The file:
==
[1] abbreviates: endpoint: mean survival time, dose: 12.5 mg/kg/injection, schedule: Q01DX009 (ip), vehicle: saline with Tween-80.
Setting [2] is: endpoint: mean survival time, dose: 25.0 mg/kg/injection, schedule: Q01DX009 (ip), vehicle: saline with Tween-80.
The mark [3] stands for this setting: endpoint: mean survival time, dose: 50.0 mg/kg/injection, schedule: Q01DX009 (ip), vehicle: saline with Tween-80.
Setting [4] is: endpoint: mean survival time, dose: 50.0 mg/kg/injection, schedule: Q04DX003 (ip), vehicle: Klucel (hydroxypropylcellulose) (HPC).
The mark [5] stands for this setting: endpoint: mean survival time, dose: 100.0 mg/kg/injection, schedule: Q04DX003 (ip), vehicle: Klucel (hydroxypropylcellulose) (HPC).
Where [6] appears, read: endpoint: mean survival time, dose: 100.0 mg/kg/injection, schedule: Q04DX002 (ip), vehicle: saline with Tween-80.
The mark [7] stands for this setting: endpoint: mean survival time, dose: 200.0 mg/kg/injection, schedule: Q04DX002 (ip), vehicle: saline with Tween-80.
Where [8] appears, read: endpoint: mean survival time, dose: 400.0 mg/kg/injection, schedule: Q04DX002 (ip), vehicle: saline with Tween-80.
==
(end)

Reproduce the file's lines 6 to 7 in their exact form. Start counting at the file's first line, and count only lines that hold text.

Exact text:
Where [6] appears, read: endpoint: mean survival time, dose: 100.0 mg/kg/injection, schedule: Q04DX002 (ip), vehicle: saline with Tween-80.
The mark [7] stands for this setting: endpoint: mean survival time, dose: 200.0 mg/kg/injection, schedule: Q04DX002 (ip), vehicle: saline with Tween-80.